March 3rd, 2009
|09:05 am - Lovecraftian Theology and The Fire On Our Hearth|
Sometimes, the Onion will run a story so well-written, I must spread the word. Today, that story is "Lovecraftian School Board Member Wants Madness Added To Curriculum". An excerpt:
With the aid of a flip chart, West laid out his six-point plan for increased madness, which included field trips to the medieval metaphysics department at Miskatonic University, instruction in the incantations of Yog-Sothoth, and a walkathon sponsored by local businesses to raise money for the freshman basketball program.
Of course, like most Onion articles, it fades toward the end, but hey: in general it's pretty good. Thanks, brandondedicant, for the heads-up.
One thing that I'd like to ask, though, while I have your attention (if you're not already off reading additional Onion articles): if you picked up a copy of the Grove's book, The Fire on Our Hearth, could you send me an e-mail or drop me a line and let me know what you liked and what you didn't like, and maybe what sorts of formatting changes you'd like to see? We're looking at our second edition, as some of you may know, and we're planning on something much more. . . widely available. This means some stuff goes in, and some stuff comes out. We're hoping to run at about 200-250 pages on the next edition at this point.
If we go the route we're looking, we'll end up with a pretty "frozen" product, so I want as much input as I can get. We've already moved some things around to re-work the organization, but we have a long way to go.
Current Location: Southeast of Disorder
Current Mood: mischievous
Current Music: "Desperation Samba (Halloween in Tijuana)", -JB
Well, yeah: they're wrong, if they think that the value of memorization is being able to repeat something. Rote repetition has no value, in itself.
Memorization internalizes text, and makes one intimately familiar with it. It allows you to develop a voice of your own, one informed by words that have spoken to you. Consider it the ghosti relationship of language: these words enlivened your soul, and now you have the opportunity to enliven their little letter-clad bodies with new and unique meanings.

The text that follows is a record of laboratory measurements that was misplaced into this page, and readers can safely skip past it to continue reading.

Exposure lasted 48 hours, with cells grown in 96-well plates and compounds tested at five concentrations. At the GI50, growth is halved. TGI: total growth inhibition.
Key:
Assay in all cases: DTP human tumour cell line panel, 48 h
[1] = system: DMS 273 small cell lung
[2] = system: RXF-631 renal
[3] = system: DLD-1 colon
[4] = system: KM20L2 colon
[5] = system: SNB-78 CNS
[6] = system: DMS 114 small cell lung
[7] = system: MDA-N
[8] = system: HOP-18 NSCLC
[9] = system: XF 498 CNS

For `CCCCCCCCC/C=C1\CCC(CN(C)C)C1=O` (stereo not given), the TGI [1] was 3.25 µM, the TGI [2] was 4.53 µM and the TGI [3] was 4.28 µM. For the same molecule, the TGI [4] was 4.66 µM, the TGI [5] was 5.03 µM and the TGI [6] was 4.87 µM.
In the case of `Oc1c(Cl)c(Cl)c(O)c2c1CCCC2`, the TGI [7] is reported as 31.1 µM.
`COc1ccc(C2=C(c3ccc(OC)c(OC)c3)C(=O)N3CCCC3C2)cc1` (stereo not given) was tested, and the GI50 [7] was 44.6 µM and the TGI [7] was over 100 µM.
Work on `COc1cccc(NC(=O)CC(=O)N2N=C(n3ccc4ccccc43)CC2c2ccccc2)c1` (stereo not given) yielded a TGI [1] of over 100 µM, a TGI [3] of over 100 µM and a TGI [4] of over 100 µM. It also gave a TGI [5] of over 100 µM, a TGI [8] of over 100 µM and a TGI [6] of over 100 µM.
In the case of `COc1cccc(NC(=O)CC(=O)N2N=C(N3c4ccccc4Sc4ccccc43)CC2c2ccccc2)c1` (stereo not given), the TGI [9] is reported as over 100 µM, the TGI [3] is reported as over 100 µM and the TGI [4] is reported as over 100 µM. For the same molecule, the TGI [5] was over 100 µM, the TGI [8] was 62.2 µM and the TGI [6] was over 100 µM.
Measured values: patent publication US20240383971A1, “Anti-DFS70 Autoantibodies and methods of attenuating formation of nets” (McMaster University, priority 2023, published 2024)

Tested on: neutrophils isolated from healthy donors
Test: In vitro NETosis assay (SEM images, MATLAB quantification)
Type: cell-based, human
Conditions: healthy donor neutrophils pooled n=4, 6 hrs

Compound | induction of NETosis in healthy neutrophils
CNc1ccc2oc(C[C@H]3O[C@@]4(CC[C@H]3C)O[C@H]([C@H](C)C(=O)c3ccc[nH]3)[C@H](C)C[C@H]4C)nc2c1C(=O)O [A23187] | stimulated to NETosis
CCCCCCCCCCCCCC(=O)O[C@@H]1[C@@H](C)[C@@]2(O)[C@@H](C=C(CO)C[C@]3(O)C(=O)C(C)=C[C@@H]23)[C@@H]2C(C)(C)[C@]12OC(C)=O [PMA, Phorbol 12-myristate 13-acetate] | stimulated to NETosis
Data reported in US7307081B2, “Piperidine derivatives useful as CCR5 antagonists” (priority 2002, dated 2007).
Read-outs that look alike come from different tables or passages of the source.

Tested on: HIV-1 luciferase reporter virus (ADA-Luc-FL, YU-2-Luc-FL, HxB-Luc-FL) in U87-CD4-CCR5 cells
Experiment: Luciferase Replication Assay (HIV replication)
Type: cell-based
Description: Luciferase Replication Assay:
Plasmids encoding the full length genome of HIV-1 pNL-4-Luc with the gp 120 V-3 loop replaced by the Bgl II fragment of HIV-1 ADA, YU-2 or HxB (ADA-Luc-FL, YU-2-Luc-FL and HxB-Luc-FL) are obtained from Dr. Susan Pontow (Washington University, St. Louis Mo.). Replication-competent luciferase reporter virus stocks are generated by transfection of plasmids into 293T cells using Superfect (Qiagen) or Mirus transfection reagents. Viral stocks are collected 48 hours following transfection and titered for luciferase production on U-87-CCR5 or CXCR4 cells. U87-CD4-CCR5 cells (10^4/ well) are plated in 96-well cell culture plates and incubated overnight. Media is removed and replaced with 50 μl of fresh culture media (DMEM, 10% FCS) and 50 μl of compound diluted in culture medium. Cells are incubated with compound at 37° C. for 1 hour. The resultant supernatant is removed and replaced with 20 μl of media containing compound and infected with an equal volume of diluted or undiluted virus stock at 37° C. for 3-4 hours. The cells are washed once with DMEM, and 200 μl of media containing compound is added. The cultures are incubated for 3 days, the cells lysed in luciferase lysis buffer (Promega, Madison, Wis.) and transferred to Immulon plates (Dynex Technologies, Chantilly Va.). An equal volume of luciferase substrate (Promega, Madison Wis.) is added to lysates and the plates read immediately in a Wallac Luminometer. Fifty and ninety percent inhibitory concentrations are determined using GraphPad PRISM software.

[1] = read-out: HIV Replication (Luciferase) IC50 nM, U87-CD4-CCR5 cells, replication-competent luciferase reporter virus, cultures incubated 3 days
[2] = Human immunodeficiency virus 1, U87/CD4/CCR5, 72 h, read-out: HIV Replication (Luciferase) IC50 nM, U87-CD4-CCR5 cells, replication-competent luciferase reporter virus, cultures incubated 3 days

Think about scriptural memorization: the process is one of internalizing the text, which then affects the way you react and respond to the world. Ever met an old Jewish rabbi who related everything in his life to scriptural passages? We can do that, as Pagans, too, and find our lives related to a descriptive vision of the cosmos. Or, for a more likable example (I hope), think about my own memorization of Jimmy Buffett lyrics. . . it informs the way I live my life, often to the frustration of many others.
If we spend time memorizing prayers, invocations, evocations, statements of intent, and liturgical language in general, then we will never be without things to say. That doesn't mean that we'll just spit back crap someone else wrote, or that we wrote last year. . . it means that when we are called upon to speak spontaneously, we will have a fertile place to draw from, allowing us to speak more clearly and with more accuracy when words fail. Because words do fail, often.
If you seek spontaneity, you need to memorize. . . otherwise, you are promoting stumbling, I'm afraid. This has nothing to do with skill, and everything to do with having words to call on when there are no words.
Heh. This may make a chapter in a book eventually.
Edited at 2009-03-03 05:28 pm (UTC)